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Three Reasons Facebook’s TOS Data Policy Doesn’t Worry Me


what-me-worry

Facebook apparently updated their Terms of Service to assert perpetual rights any content you’ve ever shared on its site. This has understandably raised the ire of a lot of people, including Perez Hilton.

On Twitter, I posted this:

Trying to figure out if I care whether Facebook can do whatever it wants with my content or not. Leaning towards not caring.

Three reasons:

  1. I don’t post things that will come back to haunt me
  2. Not convinced there’s any commercial value to my content
  3. The first time Facebook crosses the ethical line will be its last

Let’s do a quick breakdown of each of those reasons.

Not Posting Things that Will Haunt Me

My lifestream on Facebook is…how to put this nicely….sorta boring? I’m a married professional with two young children. I don’t have crazy pictures on there. Well, check that. A high school classmate did post an old picture of me wearing the dress of one of our homecoming princesses. With a tiara and parasol.

But hey, what guy didn’t wear girl’s clothes in high school?

Anyway, as I’ve engaged more with this online world, I’ve grown comfortable with the idea that one day my kids may find old things about me. It’s not that I live my life by the principle of “would if my kids found this?” But I am aware of that.

I also can’t remove things from Google’s cache. So this idea that you can retract something once published is a fallacy anyway. Facebook is just another place where things will live on.

No Commercial Value

Presumably, the only reason Facebook would use the stuff I’ve shared is for commercial purposes. Well GOOD LUCK WITH THAT!

Seriously, what will they do with my little notes about and pictures of my kids? My tweet stream which I pipe in as my Status Updates? My Google Reader shares? No one else has monetized that yet.

Perhaps they will include such information in aggregate for data mining purposes. Fine, because that’s not using my content specifically.

If they do figure out a way, I’ll write about their ingenuity most likely.

First Mistake by Facebook Will Be Its Last

Facebook is not some Twitter spam application site, stealing your login and password for nefarious purposes. It’s a commercial entity with designs on being THE social graph platform for the world. I’m sure Facebook is thinking IPO somewhere in the next few years.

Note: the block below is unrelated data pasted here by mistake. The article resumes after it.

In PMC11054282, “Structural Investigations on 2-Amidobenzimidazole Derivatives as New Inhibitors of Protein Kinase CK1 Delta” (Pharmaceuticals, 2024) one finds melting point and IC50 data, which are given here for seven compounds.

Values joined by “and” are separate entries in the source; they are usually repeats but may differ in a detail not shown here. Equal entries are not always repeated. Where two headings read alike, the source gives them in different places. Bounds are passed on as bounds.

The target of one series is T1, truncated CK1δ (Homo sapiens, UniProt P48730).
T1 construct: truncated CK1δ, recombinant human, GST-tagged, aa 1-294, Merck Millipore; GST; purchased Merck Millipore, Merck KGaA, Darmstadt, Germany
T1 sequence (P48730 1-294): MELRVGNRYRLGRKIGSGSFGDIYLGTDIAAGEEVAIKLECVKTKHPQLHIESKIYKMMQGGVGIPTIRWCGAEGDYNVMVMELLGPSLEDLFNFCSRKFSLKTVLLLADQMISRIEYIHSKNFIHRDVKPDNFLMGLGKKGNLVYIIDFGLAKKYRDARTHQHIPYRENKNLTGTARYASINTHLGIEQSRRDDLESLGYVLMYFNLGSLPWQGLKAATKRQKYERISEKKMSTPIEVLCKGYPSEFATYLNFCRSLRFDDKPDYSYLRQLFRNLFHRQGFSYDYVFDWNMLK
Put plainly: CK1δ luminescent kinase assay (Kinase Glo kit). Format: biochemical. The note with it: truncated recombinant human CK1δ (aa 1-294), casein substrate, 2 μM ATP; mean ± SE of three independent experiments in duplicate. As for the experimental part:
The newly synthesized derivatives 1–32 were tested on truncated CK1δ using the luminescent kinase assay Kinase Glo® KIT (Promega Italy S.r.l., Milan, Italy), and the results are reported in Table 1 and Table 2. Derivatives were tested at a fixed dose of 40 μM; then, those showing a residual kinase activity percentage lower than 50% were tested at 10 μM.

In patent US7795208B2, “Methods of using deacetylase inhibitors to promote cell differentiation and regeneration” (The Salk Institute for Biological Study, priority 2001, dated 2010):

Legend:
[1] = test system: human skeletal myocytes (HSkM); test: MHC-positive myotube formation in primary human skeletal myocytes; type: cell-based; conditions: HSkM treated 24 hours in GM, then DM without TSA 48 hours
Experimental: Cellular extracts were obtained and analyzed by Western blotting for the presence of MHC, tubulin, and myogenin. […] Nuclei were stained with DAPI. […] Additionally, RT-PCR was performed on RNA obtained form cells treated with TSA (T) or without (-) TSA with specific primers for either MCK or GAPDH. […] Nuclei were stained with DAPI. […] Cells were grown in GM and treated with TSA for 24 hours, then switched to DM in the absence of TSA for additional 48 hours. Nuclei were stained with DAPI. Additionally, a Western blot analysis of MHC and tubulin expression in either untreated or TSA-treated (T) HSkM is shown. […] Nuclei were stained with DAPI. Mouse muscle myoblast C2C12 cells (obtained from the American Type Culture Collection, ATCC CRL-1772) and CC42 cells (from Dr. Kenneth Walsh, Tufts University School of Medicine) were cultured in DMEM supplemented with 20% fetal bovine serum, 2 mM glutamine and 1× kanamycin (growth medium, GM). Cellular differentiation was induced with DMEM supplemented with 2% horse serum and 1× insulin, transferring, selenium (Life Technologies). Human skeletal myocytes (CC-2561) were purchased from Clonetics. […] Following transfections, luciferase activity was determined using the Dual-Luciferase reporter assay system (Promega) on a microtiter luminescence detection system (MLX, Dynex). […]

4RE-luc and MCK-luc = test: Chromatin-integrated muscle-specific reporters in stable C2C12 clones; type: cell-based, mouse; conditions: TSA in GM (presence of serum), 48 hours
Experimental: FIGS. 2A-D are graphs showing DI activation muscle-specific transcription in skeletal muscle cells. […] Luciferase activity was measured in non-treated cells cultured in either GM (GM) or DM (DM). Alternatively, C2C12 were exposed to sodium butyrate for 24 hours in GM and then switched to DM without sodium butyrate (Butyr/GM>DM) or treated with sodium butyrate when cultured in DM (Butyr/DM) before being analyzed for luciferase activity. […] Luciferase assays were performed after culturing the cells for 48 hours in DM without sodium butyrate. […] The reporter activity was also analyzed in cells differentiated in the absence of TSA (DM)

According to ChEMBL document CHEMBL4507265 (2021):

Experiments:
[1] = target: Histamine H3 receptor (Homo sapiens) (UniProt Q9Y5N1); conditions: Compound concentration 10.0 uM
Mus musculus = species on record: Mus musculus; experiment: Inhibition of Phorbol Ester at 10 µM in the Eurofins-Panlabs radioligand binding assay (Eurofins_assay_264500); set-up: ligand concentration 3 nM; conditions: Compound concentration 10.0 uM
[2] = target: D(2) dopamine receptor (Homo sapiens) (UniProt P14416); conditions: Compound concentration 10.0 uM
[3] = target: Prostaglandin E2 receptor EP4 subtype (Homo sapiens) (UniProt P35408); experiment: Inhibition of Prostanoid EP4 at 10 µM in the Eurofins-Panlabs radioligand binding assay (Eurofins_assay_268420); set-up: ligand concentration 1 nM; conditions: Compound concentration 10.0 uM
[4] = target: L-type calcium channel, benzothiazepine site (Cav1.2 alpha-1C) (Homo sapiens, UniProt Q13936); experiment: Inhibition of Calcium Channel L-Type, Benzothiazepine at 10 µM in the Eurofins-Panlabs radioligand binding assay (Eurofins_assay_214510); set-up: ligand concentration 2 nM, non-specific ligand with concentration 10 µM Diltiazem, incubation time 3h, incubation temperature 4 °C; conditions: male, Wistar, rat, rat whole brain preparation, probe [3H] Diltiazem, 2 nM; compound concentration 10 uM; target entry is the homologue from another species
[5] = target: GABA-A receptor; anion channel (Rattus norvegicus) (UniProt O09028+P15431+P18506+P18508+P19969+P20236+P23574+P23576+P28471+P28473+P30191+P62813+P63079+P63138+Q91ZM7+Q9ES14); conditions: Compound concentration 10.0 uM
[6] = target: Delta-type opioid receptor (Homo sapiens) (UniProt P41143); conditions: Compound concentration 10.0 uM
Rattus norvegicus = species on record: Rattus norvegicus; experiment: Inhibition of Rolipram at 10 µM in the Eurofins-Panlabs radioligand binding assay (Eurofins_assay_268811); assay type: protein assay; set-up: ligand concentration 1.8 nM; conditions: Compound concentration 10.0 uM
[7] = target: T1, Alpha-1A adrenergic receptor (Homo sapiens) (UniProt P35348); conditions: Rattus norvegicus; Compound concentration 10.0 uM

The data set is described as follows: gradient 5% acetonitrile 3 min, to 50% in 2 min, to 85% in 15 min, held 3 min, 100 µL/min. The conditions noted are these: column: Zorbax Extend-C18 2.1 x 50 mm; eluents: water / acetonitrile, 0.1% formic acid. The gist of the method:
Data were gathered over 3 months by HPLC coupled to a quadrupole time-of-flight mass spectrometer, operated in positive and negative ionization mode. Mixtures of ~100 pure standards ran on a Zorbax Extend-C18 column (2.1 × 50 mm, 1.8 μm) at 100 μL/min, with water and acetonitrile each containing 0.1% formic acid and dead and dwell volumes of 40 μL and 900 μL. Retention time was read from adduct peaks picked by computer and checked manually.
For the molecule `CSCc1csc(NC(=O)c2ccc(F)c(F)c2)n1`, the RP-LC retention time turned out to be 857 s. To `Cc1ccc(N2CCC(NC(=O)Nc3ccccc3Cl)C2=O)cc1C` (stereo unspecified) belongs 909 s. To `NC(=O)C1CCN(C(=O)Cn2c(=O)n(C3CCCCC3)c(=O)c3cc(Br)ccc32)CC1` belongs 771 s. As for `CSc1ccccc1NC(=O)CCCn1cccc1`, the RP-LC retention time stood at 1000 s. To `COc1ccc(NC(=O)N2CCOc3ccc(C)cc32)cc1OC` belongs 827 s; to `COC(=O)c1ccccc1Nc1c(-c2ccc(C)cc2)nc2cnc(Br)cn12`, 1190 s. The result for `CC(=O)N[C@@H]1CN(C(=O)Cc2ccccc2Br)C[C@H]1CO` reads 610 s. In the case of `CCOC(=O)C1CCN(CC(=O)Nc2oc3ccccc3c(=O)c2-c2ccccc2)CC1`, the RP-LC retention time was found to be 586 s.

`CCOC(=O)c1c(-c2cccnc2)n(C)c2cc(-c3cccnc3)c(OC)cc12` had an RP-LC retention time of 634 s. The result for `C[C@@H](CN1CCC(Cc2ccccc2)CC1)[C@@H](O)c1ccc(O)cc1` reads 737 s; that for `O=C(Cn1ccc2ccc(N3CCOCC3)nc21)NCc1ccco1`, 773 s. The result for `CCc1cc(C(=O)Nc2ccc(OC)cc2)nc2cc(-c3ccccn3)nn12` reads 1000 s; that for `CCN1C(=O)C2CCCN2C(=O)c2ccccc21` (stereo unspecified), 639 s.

I believe this alone will curb excesses by the site. We don’t need to overregulate the hell out of everything. Thus far, Facebook has experimented, but stayed on the right side of the ethical line. I don’t see a lot of changes in that.

But let’s say Facebook does cross the line, abusing the trust of its members in retaining and re-purposing their content? The very first time that happens, there will be an uproar in the blogosphere and Twittersphere. The mainstream press will pick up on it. At that point, state governments and the Federal government will investigate and hold hearings.

This is NOT what a public or wants-to-be-public company wants. If Facebook was some small start-up without its blue chip status, I’d worry more.

What, Me Worry?

That’s why this particular Facebook TOS clause doesn’t worry me.

How about you? Answer the quick poll below:

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About Hutch Carpenter
Senior Consultant for HYPE Innovation (hypeinnovation.com)

14 Responses to Three Reasons Facebook’s TOS Data Policy Doesn’t Worry Me

  1. Hi Hutch,

    I honestly think it is naive to assume that the information that you share or that others share about you will not haunt you. There are so many ways thinkable and the way things work now you have no control over that. Something as harmless as political view, pictures, the things that happen to you in daily life all add up to an online reputation. And that reputation is search, found and used in ways we can’t imagine. And Facebook so far hasn’t shown itself to be trustworthy. Mark Zuckerberg ducks the questions that really matter. How do they intend to exploit our user data, our friends, and our interactions. He talks about privacy wrt others, I can only wonder about privacy wrt Facbook.

    • Alexander – I think the issue of things coming back to haunt you is bigger than Facebook’s TOS on data retention. For instance, say you tweet a political sentiment. Then think twice about it and delete the tweet. You know what? It still shows up in Twitter search. And probably a lot of other places as well. I’m with Kara Swisher and Robert Scoble on this one. Accept that what you publish lives on.